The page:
For those unknown to the term ‘sommelier’, we’re wine tasters and servers by profession. Not much seen in India but abroad it is a matter of prestige and symbol of class for a restaurant/hotel to have one aboard. Sommelier is French term that is believed to have come from, well, France. However, has the occupation come from France too? They surely will boast about it and will take all due credits for its origin but so might not be the truth!
Mindwalking once, I realized it was us Indians who started the whole idea of tasting things at first. And it might surprise one if they’re either unknown to the principles of the very humble Indian hospitality or the majestic tale of Ramayana. They both come together to prove that it was us Indians who gifted the profession to the world.
The Indian hospitality teaches us that our guests are our god. We’re constantly injected with this theorem and no matter how much we may disagree it remains the pillar that can’t be ignored ever. They shall never be presented with anything unworthy of being served at the dinner table. For us sommeliers as a wine is ordered we must first taste it, check its condition, and only if presentable should it be served to the guests. Same goes with the chefs and their food in the kitchen.
This is where Ramayana enters the scene. Bestowed in our history gods checked-in into our country gazillions of years ago and remained our guests for millions. Serving them was our only religion then. As the story goes, lord Ram was exiled from his kingdom by his father and his notorious step-mom. He decided he’ll head to the jungles alone. But his newly-wed wife, Sita, also tagged along, and so did his younger brother, Laxman. The wife was brave enough to come but couldn’t survive for long in the woody dungeons and was kidnapped by the king of Lanka, man with an infected laughter, Ravana. One day while lord Ram was desperately looking for his kidnapped lady-love, a local villager, Shabri, recognised him. Seeing the agony and fatigue on his face she offered to feed him with fruits from her garden. To ensure that lord Ram bit into only the best of the fruits she tasted every single berry and only once self-satisfied she presented it to him. By doing so she ensured that lord Ram was served only the best of what could’ve been offered then. The essence remains that she tasted what was to be served to her guest to ensure utmost satisfaction. This, till date, remains the most dominant objective of Indian hospitality. And following this today we define the professions of taster, food critics, and sommeliers.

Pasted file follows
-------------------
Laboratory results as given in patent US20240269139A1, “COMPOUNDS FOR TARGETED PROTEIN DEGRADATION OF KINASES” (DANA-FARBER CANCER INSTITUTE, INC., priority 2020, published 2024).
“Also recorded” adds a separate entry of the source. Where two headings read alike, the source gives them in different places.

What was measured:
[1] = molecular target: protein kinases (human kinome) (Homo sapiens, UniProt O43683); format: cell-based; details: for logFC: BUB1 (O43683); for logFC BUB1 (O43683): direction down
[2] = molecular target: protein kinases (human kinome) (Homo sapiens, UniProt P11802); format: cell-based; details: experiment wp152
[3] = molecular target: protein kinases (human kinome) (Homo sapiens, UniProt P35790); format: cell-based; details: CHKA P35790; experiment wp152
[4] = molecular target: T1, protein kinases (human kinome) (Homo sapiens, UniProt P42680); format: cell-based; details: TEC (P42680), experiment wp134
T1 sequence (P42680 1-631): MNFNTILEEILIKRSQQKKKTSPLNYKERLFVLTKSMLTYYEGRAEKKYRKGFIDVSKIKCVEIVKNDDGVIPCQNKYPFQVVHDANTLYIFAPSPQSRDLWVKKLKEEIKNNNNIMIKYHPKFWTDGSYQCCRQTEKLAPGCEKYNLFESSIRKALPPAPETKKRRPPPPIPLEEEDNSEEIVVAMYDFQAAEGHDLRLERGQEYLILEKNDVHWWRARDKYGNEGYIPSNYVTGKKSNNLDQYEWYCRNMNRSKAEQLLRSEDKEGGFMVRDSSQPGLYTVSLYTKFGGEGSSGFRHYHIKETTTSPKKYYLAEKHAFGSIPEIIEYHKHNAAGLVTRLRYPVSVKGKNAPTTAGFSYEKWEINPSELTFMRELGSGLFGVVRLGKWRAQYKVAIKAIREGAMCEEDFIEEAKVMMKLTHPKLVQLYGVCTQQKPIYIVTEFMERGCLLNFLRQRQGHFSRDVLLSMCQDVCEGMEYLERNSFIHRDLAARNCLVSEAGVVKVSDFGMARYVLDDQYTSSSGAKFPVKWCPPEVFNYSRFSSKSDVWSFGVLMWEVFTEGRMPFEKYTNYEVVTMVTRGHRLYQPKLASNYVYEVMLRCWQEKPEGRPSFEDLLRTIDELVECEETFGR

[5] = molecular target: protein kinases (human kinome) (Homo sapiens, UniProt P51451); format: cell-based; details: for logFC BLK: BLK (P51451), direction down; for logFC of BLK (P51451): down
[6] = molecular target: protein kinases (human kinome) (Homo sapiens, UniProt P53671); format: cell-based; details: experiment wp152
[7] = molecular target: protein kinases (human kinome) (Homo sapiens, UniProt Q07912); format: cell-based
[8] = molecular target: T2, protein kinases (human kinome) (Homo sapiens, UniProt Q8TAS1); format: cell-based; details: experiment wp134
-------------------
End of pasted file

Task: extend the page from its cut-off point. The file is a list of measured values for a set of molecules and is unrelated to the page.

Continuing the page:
There is no difference in what a sommelier does in a dinning outlet for its guests from what Ramayana teaches us. He’d taste every wine first and only then present it to his guest to ensure that they are served the best of the drops available.
Indians didn’t only gift zeros to the world but many such relevant applications. We never were great marketers and it is only because of this that we never claimed the origins of these professions too. We’re just happy that it came from our mythological history and these fables narrate the truth themselves. The connection between Ramayana, Indian hospitality, and the origin of tasters as a profession is not a proven fact, maybe we never tried to, but till the Frenchs don’t have a logic/fable to narrate its origin to their credits we’ll rest to believe in our own stories.